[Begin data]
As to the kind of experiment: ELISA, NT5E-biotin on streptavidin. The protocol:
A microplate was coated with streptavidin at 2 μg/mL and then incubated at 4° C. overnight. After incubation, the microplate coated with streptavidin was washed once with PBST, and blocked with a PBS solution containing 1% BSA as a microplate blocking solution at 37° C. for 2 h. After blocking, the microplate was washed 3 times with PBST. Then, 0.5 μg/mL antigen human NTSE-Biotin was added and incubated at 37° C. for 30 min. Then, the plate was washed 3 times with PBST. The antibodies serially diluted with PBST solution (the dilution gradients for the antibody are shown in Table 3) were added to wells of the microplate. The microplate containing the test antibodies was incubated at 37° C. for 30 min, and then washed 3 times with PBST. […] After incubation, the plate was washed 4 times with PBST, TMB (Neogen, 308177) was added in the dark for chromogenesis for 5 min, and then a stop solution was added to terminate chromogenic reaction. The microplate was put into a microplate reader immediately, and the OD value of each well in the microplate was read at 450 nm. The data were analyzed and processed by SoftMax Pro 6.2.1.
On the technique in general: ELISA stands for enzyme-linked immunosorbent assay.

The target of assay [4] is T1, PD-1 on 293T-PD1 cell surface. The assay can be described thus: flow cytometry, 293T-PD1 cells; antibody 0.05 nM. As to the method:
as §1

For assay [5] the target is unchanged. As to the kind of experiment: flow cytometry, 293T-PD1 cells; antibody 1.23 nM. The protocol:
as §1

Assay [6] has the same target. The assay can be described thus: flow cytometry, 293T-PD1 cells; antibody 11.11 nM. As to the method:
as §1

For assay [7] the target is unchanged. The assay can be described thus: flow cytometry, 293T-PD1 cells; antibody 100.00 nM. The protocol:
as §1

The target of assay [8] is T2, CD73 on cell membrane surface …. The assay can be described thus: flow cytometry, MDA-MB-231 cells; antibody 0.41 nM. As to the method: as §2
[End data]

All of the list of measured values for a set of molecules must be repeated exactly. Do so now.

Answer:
As to the kind of experiment: ELISA, NT5E-biotin on streptavidin. The protocol:
A microplate was coated with streptavidin at 2 μg/mL and then incubated at 4° C. overnight. After incubation, the microplate coated with streptavidin was washed once with PBST, and blocked with a PBS solution containing 1% BSA as a microplate blocking solution at 37° C. for 2 h. After blocking, the microplate was washed 3 times with PBST. Then, 0.5 μg/mL antigen human NTSE-Biotin was added and incubated at 37° C. for 30 min. Then, the plate was washed 3 times with PBST. The antibodies serially diluted with PBST solution (the dilution gradients for the antibody are shown in Table 3) were added to wells of the microplate. The microplate containing the test antibodies was incubated at 37° C. for 30 min, and then washed 3 times with PBST. […] After incubation, the plate was washed 4 times with PBST, TMB (Neogen, 308177) was added in the dark for chromogenesis for 5 min, and then a stop solution was added to terminate chromogenic reaction. The microplate was put into a microplate reader immediately, and the OD value of each well in the microplate was read at 450 nm. The data were analyzed and processed by SoftMax Pro 6.2.1.
On the technique in general: ELISA stands for enzyme-linked immunosorbent assay.

The target of assay [4] is T1, PD-1 on 293T-PD1 cell surface. The assay can be described thus: flow cytometry, 293T-PD1 cells; antibody 0.05 nM. As to the method:
as §1

For assay [5] the target is unchanged. As to the kind of experiment: flow cytometry, 293T-PD1 cells; antibody 1.23 nM. The protocol:
as §1

Assay [6] has the same target. The assay can be described thus: flow cytometry, 293T-PD1 cells; antibody 11.11 nM. As to the method:
as §1

For assay [7] the target is unchanged. The assay can be described thus: flow cytometry, 293T-PD1 cells; antibody 100.00 nM. The protocol:
as §1

The target of assay [8] is T2, CD73 on cell membrane surface …. The assay can be described thus: flow cytometry, MDA-MB-231 cells; antibody 0.41 nM. As to the method: as §2